A motion for sanctions under rule 11 “shall not be filed with or presented to the [district] court unless, within 21 days after service of the motion (or such other period as the [district] court may prescribe), the challenged paper, claim, defense, contention, allegation, or denial is not withdrawn or appropriately corrected.”  Minn. R. Civ. P. 11.03(a)(1); see Minn. Stat. § 549.211, subd. 4(a) (2004) (providing essentially the same service and filing requirement).  A district court abuses its discretion if it imposes sanctions when the moving party has not complied with the so-called “safe-harbor provision” “because the offending party is unable to withdraw the improper papers or otherwise rectify the situation.”  Gibson v. Coldwell Banker Burnet, 659 N.W.2d 782, 790 (Minn. App. 2003) (quotation omitted).

            Pallares did not comply with the safe-harbor provision when he served and filed his motion for sanctions after the order confirming the contested arbitration award had issued.  The district court’s imposition of sanctions was an abuse of discretion and, therefore, is reversed.

B.

In the nine consolidated cases, the district court also imposed sanctions of $1,500 for each insured.  The order neither contained findings of fact related to the sanctions nor addressed the conduct that the district court found objectionable.  Both section 549.211 and rule 11 require the district court when imposing sanctions to make factual findings as to the improper conduct and explain the basis for the sanction.  Minn. Stat. § 549.211, subd. 5(c) (2004); Minn. R. Civ. P. 11.03(c).  The district court abused its discretion when it imposed sanctions without complying with these requirements.  Accordingly, we reverse the imposition of sanctions in the nine consolidated cases.

VI.

 

Respondents moved this court for sanctions on May 15, 2006.  But respondents failed to cite any legal authority in that motion for imposing sanctions.  The appellate rules prescribe the procedure for seeking attorney fees but do not provide a substantive basis for awarding fees.  Minn. R. Civ. App. P. 139.06 1998 advisory comm. cmt.  Were we to construe the motion as submitted under Minn. Stat. § 549.211, deficiencies in the motion would preclude us from granting relief.  The motion was not served at least 21 days in advance of filing, as required by Minn. Stat. § 549.211, subd. 4(a), and the motion did not identify the pleadings or assertions alleged to be unfounded to afford Progressive the required opportunity to correct or withdraw them.  Nor, in light of the relief obtained by Progressive, can we characterize the appeals as taken merely to delay proceedings on the underlying judgment, the showing required for an award of damages or costs under Minn. R. Civ. App. P. 138.  We, therefore, deny the motion for sanctions on appeal.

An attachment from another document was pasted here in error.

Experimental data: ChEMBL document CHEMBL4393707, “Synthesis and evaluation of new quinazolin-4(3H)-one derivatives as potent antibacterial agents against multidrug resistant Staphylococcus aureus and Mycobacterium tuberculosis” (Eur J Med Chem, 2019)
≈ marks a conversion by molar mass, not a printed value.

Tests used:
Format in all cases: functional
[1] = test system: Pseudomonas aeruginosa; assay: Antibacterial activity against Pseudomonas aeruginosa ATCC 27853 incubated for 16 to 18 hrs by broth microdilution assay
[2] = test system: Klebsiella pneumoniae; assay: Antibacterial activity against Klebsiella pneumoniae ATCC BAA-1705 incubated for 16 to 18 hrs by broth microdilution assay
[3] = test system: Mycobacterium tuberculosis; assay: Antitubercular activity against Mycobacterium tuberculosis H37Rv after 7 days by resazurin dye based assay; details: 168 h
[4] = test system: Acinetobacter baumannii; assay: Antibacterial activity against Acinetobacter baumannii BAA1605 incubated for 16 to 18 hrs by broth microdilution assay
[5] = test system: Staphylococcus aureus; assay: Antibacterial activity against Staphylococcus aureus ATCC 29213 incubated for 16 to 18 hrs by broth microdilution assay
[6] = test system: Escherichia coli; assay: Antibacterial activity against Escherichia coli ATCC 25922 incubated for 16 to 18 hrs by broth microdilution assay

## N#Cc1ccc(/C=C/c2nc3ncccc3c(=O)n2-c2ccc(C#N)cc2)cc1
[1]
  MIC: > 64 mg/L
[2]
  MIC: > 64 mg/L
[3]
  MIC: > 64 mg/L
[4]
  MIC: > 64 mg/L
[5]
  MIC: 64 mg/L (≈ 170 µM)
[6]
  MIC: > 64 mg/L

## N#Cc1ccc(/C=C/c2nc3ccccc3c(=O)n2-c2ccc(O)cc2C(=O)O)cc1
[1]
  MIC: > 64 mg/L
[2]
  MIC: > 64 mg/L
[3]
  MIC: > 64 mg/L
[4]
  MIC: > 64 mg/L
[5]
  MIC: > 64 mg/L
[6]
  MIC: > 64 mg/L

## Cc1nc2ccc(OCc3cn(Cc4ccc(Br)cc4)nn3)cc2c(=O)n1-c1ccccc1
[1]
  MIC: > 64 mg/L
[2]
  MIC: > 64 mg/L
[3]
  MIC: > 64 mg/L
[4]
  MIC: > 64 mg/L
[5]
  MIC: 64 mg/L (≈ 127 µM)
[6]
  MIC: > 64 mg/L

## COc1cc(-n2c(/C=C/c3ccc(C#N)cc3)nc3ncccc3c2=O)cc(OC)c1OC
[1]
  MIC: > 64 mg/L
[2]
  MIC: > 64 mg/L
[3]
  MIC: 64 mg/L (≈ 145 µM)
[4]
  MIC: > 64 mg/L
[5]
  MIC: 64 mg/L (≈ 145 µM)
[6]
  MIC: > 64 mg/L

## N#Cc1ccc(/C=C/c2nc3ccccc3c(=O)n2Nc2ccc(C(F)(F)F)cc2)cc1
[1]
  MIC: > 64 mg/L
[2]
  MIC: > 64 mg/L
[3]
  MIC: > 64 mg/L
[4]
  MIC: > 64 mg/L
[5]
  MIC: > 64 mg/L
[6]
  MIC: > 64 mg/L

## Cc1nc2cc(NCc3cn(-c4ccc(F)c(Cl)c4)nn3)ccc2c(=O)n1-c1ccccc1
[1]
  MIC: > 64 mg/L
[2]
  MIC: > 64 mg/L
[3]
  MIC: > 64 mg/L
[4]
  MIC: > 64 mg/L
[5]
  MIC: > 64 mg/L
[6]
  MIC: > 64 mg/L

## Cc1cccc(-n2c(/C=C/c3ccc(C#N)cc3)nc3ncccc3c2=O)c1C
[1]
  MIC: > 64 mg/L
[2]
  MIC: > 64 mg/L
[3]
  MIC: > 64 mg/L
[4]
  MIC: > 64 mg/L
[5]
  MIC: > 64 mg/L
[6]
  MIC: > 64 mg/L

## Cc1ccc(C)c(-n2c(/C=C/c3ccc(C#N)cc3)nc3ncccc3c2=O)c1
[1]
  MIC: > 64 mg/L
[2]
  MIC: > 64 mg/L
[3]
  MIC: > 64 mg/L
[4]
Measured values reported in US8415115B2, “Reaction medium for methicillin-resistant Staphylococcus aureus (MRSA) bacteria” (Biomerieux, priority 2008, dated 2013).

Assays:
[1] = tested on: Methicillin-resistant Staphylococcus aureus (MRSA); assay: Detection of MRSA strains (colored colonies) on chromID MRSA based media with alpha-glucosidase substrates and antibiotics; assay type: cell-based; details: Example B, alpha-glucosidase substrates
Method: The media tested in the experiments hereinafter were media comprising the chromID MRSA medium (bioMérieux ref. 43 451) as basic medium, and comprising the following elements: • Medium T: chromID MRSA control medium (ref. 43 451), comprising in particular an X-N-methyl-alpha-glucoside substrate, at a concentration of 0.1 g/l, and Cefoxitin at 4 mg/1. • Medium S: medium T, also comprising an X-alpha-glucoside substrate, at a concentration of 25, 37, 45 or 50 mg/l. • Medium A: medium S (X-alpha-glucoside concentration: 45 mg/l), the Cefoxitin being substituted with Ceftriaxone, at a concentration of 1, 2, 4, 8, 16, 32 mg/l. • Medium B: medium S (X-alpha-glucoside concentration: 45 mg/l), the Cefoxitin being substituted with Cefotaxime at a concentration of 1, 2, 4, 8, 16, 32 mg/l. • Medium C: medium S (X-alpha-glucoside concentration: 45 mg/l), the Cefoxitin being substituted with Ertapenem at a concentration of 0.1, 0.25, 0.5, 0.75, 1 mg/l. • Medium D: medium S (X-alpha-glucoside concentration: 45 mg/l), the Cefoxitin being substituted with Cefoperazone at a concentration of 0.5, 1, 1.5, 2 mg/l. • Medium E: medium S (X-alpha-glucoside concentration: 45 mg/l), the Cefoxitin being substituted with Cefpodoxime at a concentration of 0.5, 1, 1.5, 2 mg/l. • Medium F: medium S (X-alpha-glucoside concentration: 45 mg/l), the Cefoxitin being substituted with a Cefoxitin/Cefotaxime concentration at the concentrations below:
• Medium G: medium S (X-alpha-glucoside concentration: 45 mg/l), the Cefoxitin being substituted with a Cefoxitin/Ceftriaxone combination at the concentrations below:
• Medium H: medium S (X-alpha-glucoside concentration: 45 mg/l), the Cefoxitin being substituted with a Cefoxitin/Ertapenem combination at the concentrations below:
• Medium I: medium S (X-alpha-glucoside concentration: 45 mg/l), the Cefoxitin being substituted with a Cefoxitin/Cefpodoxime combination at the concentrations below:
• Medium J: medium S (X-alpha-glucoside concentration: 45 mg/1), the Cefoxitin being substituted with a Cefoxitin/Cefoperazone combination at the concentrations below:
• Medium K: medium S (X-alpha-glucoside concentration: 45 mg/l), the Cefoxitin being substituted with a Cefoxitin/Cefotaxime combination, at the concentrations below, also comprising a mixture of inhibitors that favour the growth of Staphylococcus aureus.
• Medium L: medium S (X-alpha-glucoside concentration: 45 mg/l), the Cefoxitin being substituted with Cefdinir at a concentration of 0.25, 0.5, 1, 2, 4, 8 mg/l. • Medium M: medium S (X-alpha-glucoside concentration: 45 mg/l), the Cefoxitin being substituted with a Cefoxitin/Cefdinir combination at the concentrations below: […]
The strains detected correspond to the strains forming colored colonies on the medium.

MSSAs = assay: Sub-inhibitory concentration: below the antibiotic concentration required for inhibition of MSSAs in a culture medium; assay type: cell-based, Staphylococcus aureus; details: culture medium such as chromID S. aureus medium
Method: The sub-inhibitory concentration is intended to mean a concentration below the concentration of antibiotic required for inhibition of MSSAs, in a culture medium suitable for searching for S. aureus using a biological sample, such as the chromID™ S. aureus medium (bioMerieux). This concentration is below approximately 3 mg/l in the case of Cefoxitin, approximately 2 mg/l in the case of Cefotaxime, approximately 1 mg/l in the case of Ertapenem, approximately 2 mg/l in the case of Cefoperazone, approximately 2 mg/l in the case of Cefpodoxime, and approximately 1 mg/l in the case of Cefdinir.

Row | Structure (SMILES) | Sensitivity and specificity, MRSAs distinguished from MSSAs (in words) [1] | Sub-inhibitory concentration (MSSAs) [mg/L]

D E C I S I O N

            Because the claims for benefits were for amounts of $10,000 or less, the arbitrators had subject-matter jurisdiction to arbitrate the claims even without a formal denial of benefits by Progressive.  Because Progressive presented no evidence of fraud by the insureds, the district courts properly denied Progressive’s motions to vacate based on fraud.  Progressive’s requests to stay proceedings pending completion of a related federal lawsuit were properly denied because a stay would not have served judicial economy, the interests of the insureds, or the purposes of the No-Fault Act.  Accordingly, the confirmation of the arbitration awards is affirmed.  But it was an abuse of discretion to impose sanctions on Progressive absent compliance with the safe-harbor provision and the requirement that an order imposing sanctions identify the offending conduct and explain the basis for the sanctions imposed.  Thus, the imposition of sanctions is reversed.  We also deny the motion for sanctions on appeal.

            Affirmed in part and reversed in part; motion denied.



[1] Progressive filed suit in federal district court on May 18, 2005, alleging that Alivio and other associated service providers, including the attorney for five respondents, engaged in racketeering to defraud Progressive through overbilling.

[2] The district court concluded that the arbitrators did not exceed their authority on the ground that, by indefinitely delaying payment and providing the insureds with no information about how or when its investigation would conclude, Progressive constructively denied the claims.  We affirm this conclusion for reasons other than constructive denial.  Progressive relies on Weaver v. State Farm Ins. Cos. for authority supporting the reasonableness of its failure to pay or deny claims within 30 days.  609 N.W.2d 878, 885 (Minn. 2000); see Minn. R. No-Fault Arb. 5(d) (deeming insurer’s failure to respond to claim within 30 days a denial).  But the reasonableness of Progressive’s actions has no bearing on whether the arbitrator lacked subject-matter jurisdiction over the claims.  In Weaver, the Minnesota Supreme Court recognized that it may “at times [take] more than 30 days to investigate a claim.”  609 N.W.2d at 885.  But Weaver also determined that the reasonableness of an investigation is a question of fact for the arbitrator.  Id. at 884-85.  Although decided in the context of an independent medical examination, Weaver’s analysis supports our conclusion that suspension of a claim pending investigation does not affect the jurisdiction of the arbitrator.  Rather, it poses a question of fact that may influence the result of the arbitration proceeding.

[3] Progressive argues that Alivio essentially was a party because the insureds had assigned their benefits to Alivio.  But Progressive did not present evidence of such an assignment.

[4] We also observe that, in an order dated May 16, 2006, the federal district court denied Progressive’s motion for a preliminary injunction to enjoin future submission of no-fault insurance claims and arbitration petitions related to services provided by Alivio.  In doing so, the federal district court found that Progressive had not made a sufficient showing of irreparable harm because any injury could be adequately remedied by monetary damages.  Progressive N. Ins. Co. v. Alivio Chiropractic Clinic, Inc., No. 05-0951 (PAM/RLE) (D. Minn. May 16, 2006) (order).